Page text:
Nagakumara, Naga-kumara, Nāgakumāra: 7 definitions

Introduction:

Nagakumara means something in Hinduism, Sanskrit, Jainism, Prakrit. If you want to know the exact meaning, history, etymology or English translation of this term then check out the descriptions on this page. Add your comment or reference to a book if you want to contribute to this summary article.

In Hinduism

Ayurveda (science of life)

[«previous next»] — Nagakumara in Ayurveda glossary
Source: Wisdom Library: Local Names of Plants and Drugs

Nagakumara [नागकुमार] in the Sanskrit language is the name of a plant identified with Tinospora cordifolia from the Menispermaceae (Moonseed) family. For the possible medicinal usage of nagakumara, you can check this page for potential sources and references, although be aware that any some or none of the side-effects may not be mentioned here, wether they be harmful or beneficial to health.

Ayurveda book cover
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Āyurveda (आयुर्वेद, ayurveda) is a branch of Indian science dealing with medicine, herbalism, taxology, anatomy, surgery, alchemy and related topics. Traditional practice of Āyurveda in ancient India dates back to at least the first millenium BC. Literature is commonly written in Sanskrit using various poetic metres.

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In Jainism

General definition (in Jainism)

[«previous next»] — Nagakumara in Jainism glossary
Source: Wisdom Library: Jainism

Nāgakumāra (नागकुमार) refers to a class of bhavanavāsin, which is a species of deva (gods), according to Jain cosmology. The bhavanavāsins or bhaumeyika gods (e.g. the Nāgas) have a princely appearance (kumāra) and live in palaces (bhavana) and the upper part of the uppermost hell (ratnaprabhā).

The nāgas have an associated caityavṛkṣa (sacred-tree) known as the Saptaparṇa accoring to both Digambara and Śvetāmbara. They are defined according to the cosmological texts, such as the Saṃgrahaṇīratna in the Śvetāmbara tradition, or the Trilokasāra in the Digambara tradition.

Source: Encyclopedia of Jainism: Tattvartha Sutra 4: The celestial beings (deva)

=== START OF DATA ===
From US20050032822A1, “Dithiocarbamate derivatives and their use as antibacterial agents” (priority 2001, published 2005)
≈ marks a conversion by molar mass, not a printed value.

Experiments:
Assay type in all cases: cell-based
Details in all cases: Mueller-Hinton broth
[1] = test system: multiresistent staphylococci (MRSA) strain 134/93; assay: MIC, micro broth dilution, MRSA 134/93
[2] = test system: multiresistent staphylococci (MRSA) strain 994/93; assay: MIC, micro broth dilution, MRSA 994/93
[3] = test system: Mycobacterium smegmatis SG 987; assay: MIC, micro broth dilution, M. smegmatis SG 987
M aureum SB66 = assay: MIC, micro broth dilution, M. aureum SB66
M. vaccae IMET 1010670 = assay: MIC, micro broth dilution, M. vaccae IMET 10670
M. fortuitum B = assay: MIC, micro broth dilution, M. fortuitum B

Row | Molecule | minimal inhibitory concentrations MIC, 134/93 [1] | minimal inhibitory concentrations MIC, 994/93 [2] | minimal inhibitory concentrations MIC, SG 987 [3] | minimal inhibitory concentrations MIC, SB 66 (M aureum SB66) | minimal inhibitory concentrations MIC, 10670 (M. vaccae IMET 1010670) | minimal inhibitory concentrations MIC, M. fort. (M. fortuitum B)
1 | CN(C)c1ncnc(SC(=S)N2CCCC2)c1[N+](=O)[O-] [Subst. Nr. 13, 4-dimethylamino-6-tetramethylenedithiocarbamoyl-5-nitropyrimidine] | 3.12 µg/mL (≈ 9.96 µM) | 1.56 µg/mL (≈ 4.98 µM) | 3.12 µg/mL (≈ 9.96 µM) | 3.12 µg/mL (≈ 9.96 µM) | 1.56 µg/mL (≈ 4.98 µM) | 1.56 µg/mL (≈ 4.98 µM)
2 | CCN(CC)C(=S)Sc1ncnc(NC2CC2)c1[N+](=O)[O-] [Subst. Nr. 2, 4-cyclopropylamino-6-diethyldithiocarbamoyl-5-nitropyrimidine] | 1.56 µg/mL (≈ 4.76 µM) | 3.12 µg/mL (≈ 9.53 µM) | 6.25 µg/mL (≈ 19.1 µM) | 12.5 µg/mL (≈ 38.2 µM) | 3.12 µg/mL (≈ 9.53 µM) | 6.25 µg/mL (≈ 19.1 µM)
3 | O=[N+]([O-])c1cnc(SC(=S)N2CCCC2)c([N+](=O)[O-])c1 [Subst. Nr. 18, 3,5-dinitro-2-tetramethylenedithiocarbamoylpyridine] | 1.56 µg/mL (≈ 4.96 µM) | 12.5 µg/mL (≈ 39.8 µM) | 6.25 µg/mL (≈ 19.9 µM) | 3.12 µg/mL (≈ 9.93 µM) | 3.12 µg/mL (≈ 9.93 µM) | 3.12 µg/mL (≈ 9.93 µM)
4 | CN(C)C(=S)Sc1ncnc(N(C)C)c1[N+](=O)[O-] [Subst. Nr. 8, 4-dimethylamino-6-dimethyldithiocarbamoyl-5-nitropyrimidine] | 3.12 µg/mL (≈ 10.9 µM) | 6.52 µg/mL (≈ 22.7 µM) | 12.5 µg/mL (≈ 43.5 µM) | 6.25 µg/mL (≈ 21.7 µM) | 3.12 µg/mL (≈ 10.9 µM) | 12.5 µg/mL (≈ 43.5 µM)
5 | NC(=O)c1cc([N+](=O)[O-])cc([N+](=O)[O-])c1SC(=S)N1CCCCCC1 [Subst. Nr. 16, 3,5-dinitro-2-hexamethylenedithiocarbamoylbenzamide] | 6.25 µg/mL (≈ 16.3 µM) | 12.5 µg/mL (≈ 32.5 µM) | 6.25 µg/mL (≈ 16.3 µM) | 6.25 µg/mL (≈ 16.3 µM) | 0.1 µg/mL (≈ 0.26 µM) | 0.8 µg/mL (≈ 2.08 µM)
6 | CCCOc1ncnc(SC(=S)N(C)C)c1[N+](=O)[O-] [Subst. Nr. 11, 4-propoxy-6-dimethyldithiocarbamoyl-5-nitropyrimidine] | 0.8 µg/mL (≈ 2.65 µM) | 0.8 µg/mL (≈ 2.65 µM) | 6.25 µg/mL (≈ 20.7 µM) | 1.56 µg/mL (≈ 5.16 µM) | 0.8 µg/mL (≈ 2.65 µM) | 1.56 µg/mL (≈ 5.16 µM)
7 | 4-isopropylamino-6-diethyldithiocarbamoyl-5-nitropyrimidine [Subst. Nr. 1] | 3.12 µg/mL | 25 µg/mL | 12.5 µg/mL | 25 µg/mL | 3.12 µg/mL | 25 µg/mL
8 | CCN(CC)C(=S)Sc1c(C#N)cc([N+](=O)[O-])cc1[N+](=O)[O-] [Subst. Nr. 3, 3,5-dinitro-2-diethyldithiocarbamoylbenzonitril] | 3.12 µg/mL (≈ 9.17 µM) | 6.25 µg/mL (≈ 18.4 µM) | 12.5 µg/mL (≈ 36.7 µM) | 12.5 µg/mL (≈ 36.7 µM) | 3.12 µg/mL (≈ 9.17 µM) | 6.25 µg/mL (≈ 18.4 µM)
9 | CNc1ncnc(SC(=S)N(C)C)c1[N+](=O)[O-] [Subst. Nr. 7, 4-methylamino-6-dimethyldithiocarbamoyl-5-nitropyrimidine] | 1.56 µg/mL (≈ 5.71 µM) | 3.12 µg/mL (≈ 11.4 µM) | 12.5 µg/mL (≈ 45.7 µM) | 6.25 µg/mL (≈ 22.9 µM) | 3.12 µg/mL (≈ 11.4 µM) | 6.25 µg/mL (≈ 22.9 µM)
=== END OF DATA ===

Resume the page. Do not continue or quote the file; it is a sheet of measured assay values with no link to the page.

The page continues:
Nāgakumāra (नागकुमार) refers to “serpentine youths” and represents on of the ten classes of “residential celestial beings” (bhavanavāsin), itself a category of devas (celestial beings), according to the 2nd-century Tattvārthasūtra 4.10. Who are called Nāgakumāra? Those celestial beings that live on the mountains and in sandalwood trees are called serpentine youths.

Who are the lords amongst the ‘serpentine-youths’ (nāgakumāra) residential class of celestial beings? Dharaṇa and Bhūtānanda are the two lords in the Serpentine-youths residential celestial beings.

General definition book cover
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Jainism is an Indian religion of Dharma whose doctrine revolves around harmlessness (ahimsa) towards every living being. The two major branches (Digambara and Svetambara) of Jainism stimulate self-control (or, shramana, ‘self-reliance’) and spiritual development through a path of peace for the soul to progess to the ultimate goal.

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Languages of India and abroad

Sanskrit dictionary

[«previous next»] — Nagakumara in Sanskrit glossary
Source: Cologne Digital Sanskrit Dictionaries: Cappeller Sanskrit-English Dictionary

Nāgakumāra (नागकुमार).—[masculine] a serpent-prince.

Source: Cologne Digital Sanskrit Dictionaries: Monier-Williams Sanskrit-English Dictionary

1) Nāgakumāra (नागकुमार):—[=nāga-kumāra] [from nāga] m. prince of the serpent-demons, [Divyāvadāna]

2) [v.s. ...] [plural] Name of a class of deities among the Bhavanādhīśas guarding the treasures of Kubera, [cf. Lexicographers, esp. such as amarasiṃha, halāyudha, hemacandra, etc.]

[Sanskrit to German]

Nagakumara in German

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Sanskrit, also spelled संस्कृतम् (saṃskṛtam), is an ancient language of India commonly seen as the grandmother of the Indo-European language family (even English!). Closely allied with Prakrit and Pali, Sanskrit is more exhaustive in both grammar and terms and has the most extensive collection of literature in the world, greatly surpassing its sister-languages Greek and Latin.

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